Leaving but not gone Dugan retires from freeholders, but will remain active in community

At 70, Barry Dugan decided to spend more time with his family.

For most of his life, Dugan has been on the go, deeply committed to everything he got involved in, whether business, civic associations or government.

When faced with the decision of whether to run for re-election as county freeholder for the First District – which represents all of Bayonne and a slice of Jersey City – Dugan said he decided he wanted to spend more time with his family.

Although he had retired after 22 years at Western Electric (now, Lucent Technologies) and 14 years at AT&T corporate headquarters in 1989, Dugan never slowed down.

“People used to tell me that I don’t appear to be retired, since I put in so much time into the things I was doing,” he said.

When Dugan became Freeholder in 2000, he threw himself into the job, often the first elected official to go to offices on Pavonia Avenue each day and the last to leave.

“I like to do my homework,” he said. “So I read everything.”

During his tenure in office, he has been involved in numerous committees, as chairman of the Personnel Committee, chairman of the Senior Citizens and Veterans Committee, and as a member of the following committees: County Government Oversight and Policy Review; Ethics; Finance, Budget and Administration; Public Resources; Public Safety and Department of Corrections; Purchasing, and Transportation.

After serving as chairman pro tempore (third ranking freeholder) in 2001 and 2002, Barry was elected vice chairman of the Board of Chosen Freeholders in 2003, a position he still holds.

Although he always had a desire to run for elected office, he put it off until he retired because he felt that he could not do the job service unless he dedicated himself to it full time.

When Mayor Joseph Doria asked him to run in 1999, Dugan was employed by the City of Bayonne as Director of Public Works, Parks & Recreation.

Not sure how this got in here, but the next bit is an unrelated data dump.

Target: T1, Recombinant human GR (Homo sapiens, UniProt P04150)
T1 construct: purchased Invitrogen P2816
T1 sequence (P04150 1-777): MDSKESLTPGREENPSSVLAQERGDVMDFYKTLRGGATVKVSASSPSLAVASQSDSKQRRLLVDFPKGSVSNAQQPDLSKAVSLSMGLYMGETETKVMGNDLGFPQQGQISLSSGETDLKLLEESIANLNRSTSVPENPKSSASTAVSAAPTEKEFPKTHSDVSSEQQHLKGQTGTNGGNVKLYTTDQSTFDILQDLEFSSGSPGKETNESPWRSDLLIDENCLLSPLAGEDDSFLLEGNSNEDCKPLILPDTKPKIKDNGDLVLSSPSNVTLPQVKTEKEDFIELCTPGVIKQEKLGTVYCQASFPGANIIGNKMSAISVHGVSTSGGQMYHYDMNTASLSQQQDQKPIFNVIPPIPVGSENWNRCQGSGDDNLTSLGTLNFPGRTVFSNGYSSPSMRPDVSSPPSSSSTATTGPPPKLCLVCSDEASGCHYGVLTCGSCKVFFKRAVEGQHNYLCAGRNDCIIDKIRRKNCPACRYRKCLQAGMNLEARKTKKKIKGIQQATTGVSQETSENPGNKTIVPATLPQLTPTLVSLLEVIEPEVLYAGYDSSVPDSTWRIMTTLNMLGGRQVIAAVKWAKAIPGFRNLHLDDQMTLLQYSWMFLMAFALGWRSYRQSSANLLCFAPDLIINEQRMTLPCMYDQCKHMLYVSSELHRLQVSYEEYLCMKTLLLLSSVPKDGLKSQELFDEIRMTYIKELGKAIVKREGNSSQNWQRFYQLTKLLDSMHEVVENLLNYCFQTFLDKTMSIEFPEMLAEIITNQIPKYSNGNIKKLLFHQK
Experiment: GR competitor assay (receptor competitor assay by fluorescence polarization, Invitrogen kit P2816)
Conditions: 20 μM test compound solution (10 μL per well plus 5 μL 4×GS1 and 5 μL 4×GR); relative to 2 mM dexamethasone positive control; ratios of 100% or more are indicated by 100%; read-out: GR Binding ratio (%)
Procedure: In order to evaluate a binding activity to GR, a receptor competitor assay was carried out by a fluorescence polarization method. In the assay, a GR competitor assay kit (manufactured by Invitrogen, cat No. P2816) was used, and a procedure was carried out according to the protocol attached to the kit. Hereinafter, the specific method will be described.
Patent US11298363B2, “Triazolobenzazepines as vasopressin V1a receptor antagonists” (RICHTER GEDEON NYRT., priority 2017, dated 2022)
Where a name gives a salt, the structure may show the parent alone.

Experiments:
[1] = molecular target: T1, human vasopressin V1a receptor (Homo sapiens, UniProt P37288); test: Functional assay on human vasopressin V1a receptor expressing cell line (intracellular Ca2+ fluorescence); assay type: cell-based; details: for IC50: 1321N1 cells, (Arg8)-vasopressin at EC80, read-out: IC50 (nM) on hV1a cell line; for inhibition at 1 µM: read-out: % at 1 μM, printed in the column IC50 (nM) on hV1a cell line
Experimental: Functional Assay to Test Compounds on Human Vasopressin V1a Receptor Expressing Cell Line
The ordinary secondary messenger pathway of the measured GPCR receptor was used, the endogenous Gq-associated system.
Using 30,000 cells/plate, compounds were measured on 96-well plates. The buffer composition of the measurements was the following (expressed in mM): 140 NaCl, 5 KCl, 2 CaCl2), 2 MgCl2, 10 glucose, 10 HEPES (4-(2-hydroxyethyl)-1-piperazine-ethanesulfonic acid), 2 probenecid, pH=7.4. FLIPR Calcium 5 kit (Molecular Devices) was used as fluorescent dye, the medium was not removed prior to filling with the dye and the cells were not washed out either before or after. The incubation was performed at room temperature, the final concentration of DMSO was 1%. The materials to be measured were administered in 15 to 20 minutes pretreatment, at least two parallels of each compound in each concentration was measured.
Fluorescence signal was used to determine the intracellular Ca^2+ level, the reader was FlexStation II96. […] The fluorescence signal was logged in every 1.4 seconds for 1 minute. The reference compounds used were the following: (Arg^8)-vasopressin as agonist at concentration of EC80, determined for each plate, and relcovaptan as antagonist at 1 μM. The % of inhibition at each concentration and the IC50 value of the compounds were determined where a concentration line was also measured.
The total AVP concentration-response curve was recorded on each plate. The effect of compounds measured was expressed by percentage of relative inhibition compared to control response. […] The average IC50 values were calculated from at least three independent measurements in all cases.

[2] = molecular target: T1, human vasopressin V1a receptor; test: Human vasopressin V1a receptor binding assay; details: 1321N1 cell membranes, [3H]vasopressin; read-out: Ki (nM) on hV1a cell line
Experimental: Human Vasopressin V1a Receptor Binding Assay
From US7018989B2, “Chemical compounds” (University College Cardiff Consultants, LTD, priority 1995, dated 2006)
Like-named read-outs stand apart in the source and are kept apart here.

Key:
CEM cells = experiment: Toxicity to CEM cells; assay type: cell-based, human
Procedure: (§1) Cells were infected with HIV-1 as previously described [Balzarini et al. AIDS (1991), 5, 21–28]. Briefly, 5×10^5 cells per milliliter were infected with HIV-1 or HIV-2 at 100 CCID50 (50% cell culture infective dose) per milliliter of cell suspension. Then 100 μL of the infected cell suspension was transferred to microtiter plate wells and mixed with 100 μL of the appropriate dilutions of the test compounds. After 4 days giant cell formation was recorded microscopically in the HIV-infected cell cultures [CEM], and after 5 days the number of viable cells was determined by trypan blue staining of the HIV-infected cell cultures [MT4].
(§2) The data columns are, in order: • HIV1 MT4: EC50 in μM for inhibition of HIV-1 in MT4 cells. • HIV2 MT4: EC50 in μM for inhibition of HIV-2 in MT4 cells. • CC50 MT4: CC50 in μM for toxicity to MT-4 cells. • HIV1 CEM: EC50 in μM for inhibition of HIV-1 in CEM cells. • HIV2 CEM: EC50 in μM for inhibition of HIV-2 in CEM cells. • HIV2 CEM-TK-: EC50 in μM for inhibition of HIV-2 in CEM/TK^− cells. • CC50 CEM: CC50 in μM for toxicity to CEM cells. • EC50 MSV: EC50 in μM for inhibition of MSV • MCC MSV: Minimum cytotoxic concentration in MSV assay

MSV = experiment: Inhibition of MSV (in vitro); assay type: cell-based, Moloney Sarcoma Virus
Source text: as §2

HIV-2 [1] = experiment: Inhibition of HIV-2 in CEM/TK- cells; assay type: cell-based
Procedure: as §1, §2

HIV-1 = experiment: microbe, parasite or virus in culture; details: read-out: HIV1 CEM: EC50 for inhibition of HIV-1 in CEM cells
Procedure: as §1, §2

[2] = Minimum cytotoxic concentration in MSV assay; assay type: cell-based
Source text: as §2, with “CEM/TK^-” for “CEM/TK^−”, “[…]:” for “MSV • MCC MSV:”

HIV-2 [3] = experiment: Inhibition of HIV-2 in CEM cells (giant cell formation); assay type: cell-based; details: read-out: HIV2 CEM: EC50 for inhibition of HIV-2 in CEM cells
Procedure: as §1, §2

“I gave that up when I became a freeholder,” he said.

An accountant by profession who handled $1 billion corporate budgets, Dugan was a frequent critic of governmental budgeting. Once he got elected, he said he worked hard to learn the ins and outs of how government went about shaping its budget.

“I was always concerned about taxes,” he said. “I very outspoken about them being too high.”

For years, he said, people blamed the county for high taxes.

“But you can’t blame the county any more,” he said.

Good luck, as well as good management, helped trim budgets to more acceptable levels. The development of the Gold Coast along the Hudson River helped bring in additional tax ratables. For years, the loss of industry and other taxable properties had forced individual taxpayers to foot a larger percentage of the tax burden. “We’re no longer losing ratables that caused havoc for taxpayers,” he said.

Although he gave Bayonne credit for making strides towards keeping taxes low, he said most taxpayers through the county feel a greater impact these days from school and municipal budgets rather than the county.

“At some point, someone is going to have to bite the bullet and deal with those budgets,” he said.

Money, parks, veterans

In his two terms as freeholder, Dugan sees his concern over spending as one of his lasting impacts, although his efforts to upgrade Stephen Gregg County Park may be the most visible.

While the work is not yet complete, the park has been vastly improved during his tenure in office, upgrading facilities and history monuments that had fallen into disrepair over the years. These included upgrades to the entrance area, the ornamental pool, the band shell, benches, and soon the deteriorating walkway along the southwestern waterfront.